Communists back Zuma second term

THE Young Communist League has entered the fray around President Jacob Zuma running for a second term as both president of the ANC and of the country.

THE Young Communist League has entered the fray around President Jacob Zuma running for a second term as both president of the ANC and of the country.

The call made by Cosatu general-secretary Zwelinzima Vavi last week has caused ripples within the tripartite alliance, with the ANC accusing the labour federation of interference.

ANC general-secretary Gwede Mantashe said it was not "Cosatu's business" who the ANC leaders were. He accused Cosatu of behaving like "a lobby group".

The ANC Youth League also jumped into the fray, accusing Cosatu of having "jumped the gun".

In a statement yesterday, the YCL said it supported the call by Cosatu for Zuma to have a second term. The ANC is to hold its elective congress in 2012 and the country's president is to be elected in 2014.

"As long as the alliance is still intact and we are expected to mobilise and organise for the ANC electoral victory during elections as one of our key common programmes to retain the ANC alliance in the state, our interest in the ANC leadership will remain unchanged," YCL spokesperson Castro Ngobese said yesterday.

Questions have been raised about the spat among the allies with suggestions that it was an indication of how the various forces that had brought Zuma into power were staking their claim.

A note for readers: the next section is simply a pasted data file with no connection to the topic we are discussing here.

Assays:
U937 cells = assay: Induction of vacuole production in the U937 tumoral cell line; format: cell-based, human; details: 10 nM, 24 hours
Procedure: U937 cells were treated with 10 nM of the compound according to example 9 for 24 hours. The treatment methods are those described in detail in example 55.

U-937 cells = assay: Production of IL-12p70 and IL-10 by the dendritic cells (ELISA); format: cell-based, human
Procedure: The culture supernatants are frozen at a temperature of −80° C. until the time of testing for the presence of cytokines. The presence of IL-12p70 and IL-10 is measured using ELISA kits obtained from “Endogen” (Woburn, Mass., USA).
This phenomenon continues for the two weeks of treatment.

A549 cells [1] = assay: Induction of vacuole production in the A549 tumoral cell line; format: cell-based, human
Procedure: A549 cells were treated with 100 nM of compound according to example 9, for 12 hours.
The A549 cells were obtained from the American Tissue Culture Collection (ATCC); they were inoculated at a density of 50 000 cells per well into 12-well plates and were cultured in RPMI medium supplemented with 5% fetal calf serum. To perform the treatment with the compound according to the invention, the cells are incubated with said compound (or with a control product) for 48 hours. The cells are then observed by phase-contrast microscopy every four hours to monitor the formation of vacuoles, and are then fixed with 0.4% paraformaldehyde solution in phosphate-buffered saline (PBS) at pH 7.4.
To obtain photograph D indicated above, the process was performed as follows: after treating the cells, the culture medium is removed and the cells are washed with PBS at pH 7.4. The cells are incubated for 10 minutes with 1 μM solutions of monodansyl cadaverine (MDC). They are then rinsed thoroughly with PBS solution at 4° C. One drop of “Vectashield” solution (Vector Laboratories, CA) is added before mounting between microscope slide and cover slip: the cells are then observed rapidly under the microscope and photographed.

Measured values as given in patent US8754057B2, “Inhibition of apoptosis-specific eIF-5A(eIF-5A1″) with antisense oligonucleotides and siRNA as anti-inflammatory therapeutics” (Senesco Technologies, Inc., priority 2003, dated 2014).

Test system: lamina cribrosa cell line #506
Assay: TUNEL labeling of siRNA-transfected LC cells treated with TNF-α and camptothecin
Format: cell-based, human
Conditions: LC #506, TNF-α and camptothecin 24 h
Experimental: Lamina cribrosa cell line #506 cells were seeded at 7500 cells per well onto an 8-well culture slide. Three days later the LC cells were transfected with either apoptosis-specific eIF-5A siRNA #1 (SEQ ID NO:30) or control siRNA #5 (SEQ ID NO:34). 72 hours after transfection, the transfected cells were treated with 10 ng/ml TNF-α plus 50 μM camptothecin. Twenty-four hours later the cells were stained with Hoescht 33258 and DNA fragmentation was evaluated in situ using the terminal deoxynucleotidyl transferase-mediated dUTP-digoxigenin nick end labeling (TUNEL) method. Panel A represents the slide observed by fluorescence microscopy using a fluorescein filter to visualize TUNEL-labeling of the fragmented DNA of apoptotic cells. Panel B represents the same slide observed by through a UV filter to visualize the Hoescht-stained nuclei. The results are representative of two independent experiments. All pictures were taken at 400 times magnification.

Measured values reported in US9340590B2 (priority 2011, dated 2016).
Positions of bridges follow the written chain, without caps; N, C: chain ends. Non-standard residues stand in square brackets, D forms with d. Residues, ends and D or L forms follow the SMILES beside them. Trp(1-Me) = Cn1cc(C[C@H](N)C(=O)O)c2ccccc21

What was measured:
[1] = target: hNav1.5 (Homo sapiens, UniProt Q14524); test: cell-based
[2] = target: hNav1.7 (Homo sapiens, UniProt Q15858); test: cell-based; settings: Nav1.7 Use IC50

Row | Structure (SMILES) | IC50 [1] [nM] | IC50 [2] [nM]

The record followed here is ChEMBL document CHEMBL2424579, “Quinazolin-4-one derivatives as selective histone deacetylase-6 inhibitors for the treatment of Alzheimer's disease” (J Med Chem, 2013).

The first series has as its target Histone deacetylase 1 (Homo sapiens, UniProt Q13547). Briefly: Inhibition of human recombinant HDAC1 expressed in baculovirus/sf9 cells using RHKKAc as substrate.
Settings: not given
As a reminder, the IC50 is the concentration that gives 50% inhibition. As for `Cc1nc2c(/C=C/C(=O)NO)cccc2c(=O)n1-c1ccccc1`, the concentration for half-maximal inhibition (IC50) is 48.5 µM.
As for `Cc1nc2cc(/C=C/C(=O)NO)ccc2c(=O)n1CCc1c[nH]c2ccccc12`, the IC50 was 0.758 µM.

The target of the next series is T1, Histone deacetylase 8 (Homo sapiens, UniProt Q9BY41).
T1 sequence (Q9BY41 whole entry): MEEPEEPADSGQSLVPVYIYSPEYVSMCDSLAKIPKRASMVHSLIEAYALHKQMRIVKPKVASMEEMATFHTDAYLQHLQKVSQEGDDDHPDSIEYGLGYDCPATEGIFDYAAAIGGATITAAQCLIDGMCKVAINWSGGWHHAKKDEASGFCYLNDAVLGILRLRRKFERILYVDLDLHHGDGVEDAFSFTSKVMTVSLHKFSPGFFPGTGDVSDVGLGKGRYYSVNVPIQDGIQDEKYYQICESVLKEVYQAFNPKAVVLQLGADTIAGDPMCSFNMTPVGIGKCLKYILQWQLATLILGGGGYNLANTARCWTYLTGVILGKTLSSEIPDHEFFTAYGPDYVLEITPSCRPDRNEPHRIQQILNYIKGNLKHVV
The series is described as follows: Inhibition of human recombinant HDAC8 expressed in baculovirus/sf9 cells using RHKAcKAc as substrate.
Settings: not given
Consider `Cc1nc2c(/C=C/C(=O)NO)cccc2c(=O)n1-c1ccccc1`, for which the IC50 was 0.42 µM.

Political analyst Aubrey Matshiqi describes the reaction by the ANCYL to Cosatu's call as "a battle between kingmakers".

He argues that the ANCYL was unhappy that Cosatu was "trying to displace them as the kingmakers".

Both Matshiqi and political analyst Steven Friedman agree that there could be some positives coming out of the whole debate.

Matshiqi also argues that there could be some people within the ANC, including Zuma himself, who feel that the ANC may not have sufficiently stabilised by 2012, and therefore having Zuma continuing could avert the kind of leadership war the party experienced in 2007.

Friedman, on the other hand, also argues that having the matter dealt with now, and with Zuma in charge for both terms, could allow the state space to govern and effect its plans.

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